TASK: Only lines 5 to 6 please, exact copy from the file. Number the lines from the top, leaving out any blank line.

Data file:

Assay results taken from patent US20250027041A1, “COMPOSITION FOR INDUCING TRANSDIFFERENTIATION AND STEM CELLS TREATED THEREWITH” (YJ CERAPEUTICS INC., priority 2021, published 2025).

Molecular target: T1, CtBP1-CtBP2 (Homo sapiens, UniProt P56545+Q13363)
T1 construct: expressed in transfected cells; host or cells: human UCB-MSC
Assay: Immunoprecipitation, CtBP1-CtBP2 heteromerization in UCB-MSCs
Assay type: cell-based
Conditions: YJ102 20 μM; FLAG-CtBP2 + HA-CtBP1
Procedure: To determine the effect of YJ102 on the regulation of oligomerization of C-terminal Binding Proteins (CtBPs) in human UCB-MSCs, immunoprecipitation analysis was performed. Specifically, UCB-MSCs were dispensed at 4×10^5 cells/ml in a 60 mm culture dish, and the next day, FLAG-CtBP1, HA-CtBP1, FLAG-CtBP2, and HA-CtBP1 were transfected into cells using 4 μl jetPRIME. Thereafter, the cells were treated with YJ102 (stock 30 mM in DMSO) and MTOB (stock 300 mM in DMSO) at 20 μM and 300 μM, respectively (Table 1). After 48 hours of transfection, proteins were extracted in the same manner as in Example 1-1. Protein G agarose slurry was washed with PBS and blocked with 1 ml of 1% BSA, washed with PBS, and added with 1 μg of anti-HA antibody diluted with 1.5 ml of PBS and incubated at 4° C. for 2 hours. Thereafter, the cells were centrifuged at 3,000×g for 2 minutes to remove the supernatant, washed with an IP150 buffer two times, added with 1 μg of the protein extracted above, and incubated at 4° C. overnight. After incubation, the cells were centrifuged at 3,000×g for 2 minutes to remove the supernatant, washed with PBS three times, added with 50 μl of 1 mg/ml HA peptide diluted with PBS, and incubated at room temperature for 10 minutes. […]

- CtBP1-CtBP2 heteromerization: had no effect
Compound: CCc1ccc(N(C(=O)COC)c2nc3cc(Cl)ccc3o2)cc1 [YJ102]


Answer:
Assay type: cell-based
Conditions: YJ102 20 μM; FLAG-CtBP2 + HA-CtBP1